It’s not easy.  It goes against our instincts.  In fact, if you think about it, the whole Golden Rule thing goes against our instincts.  Oh, we like it all right in theory, but there a lot of times when we don’t want to live our lives that way.  We don’t want to treat people the way we want them to treat us.  We want to treat people the way they actually do treat us.  In other words, if you’ve been kind to me, I’ll be kind to you.  If you’ve been a jerk to me, well, then that gives me the right to be a jerk to you. 
That’s the human rule.  That’s the rule that says if you’re not going to be nice to me when I try to help you, then I’m not going to try to help you any more.  You can just dig yourself out of that hole you’re in, if you can.  Good luck.  That’s the human rule.  But it’s not the Golden Rule.
And it’s not God’s rule.  It may have been tempting.  When the people of Israel reacted the way they did, when they turned on God despite everything God had done for them, there might have been a part of God that wanted to punish them for that, that wanted to just leave them there in the desert to find their own food and water or die trying.  And it would’ve been, literally, die trying if God had done that.
But God did not do that.  God would never do that.  God would never have done that to the people of Israel, and God will never do it to you or to me.  God will never abandon us.  God will never turn away from us.  God will always be there for us, and God will always help us, even when we don’t recognize that it’s God and even when we don’t accept the help that’s offered.
            God will always be there for us.  So we need to be there for each other.  We need to be there for each other even when others don’t appreciate our being there or even get upset with us for being there.  As our Paradoxical Commandment says, “People really need help but may attack you if you do help them.  Help people anyway.”  Why?  Because that’s what God does for us.  And that’s what God wants us to do for each other.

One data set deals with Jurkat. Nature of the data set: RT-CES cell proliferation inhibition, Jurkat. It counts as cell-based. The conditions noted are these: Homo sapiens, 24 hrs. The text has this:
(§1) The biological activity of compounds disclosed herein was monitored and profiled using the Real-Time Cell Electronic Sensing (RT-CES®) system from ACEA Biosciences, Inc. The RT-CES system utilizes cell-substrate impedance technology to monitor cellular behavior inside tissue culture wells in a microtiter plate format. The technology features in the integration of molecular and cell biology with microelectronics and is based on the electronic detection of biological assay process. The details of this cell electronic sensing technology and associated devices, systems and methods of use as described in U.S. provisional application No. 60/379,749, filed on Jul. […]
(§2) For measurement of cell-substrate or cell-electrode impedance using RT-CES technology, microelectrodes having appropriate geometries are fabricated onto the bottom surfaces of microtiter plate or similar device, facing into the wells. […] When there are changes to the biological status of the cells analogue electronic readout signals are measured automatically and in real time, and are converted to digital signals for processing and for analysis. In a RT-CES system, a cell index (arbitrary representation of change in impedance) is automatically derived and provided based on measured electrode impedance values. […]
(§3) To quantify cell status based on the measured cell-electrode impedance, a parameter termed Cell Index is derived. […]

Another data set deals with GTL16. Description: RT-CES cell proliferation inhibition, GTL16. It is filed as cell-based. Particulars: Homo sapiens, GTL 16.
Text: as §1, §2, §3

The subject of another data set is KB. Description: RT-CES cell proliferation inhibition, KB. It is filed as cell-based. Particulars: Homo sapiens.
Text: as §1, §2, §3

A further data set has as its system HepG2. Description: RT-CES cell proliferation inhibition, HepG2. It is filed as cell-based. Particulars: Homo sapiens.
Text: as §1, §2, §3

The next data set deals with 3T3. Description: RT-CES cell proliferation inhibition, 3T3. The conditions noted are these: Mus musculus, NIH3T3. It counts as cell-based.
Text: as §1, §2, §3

Friday, June 12, 2015

The Gift

I was in Fargo last week, attending United Methodist Annual Conference.  Now that I’m back, I’ve had a few people ask me how I liked it.

           I’m never sure how to answer that.  I enjoy seeing people, some of whom I rarely if ever see otherwise.  And some of the teaching sessions were good.  And I understand the importance of the business that gets done.  But I really don’t enjoy annual conference very much.  It takes me away from Wanda, and it takes me away from doing work that I love.  I know we have to have it, and I know I have to go, but I’ve come to look at it more as a necessary evil than something I’m going to really enjoy.
That’s a sharp contrast to my time as a lawyer.  I didn’t go to the bar conventions very much, but I was city attorney for Wessington Springs and I always went to the municipal league meetings.  I looked forward to those.  I really enjoyed them. 

As I look back on it, though, I didn’t enjoy the meetings for the meetings themselves.  I didn’t even enjoy them for the people.  I looked forward to the meetings because they got me away from my work for three days.  It was a chance to get away from a job I really didn’t like all that much.

 And as I thought about that, I suddenly realized, not for the first time by any means, how fortunate and blessed I am to have work that I love so much.  I don’t look forward to time away from my job.  I look at time away from my job as a nuisance.  I love what I do.  I don’t want to get away from it.  I want to be here to do it.  And I want to be with the people I do it with.  That includes Wanda, of course, but it also includes the people of all of our churches.  It includes people from other churches, or even from no church, as well. 

I do have to be away sometimes, but please don’t think I’m doing it because I want to get away.  I love everything I do (well, I don’t love filling out reports for the conference, but pretty much everything else).  I want nothing more out of life than to be able to do it with Wanda and with the other wonderful people of our parish for a long time to come.

Ecclesiastes 3:13 says, that to “eat and drink and find satisfaction in all our toil—that is the gift of God.”  I am completely feeling that gift.  I have been blessed by God in many ways, and while I’m sure I don’t appreciate that as much as I should, I do appreciate it.  May you feel that same gift and that same blessing.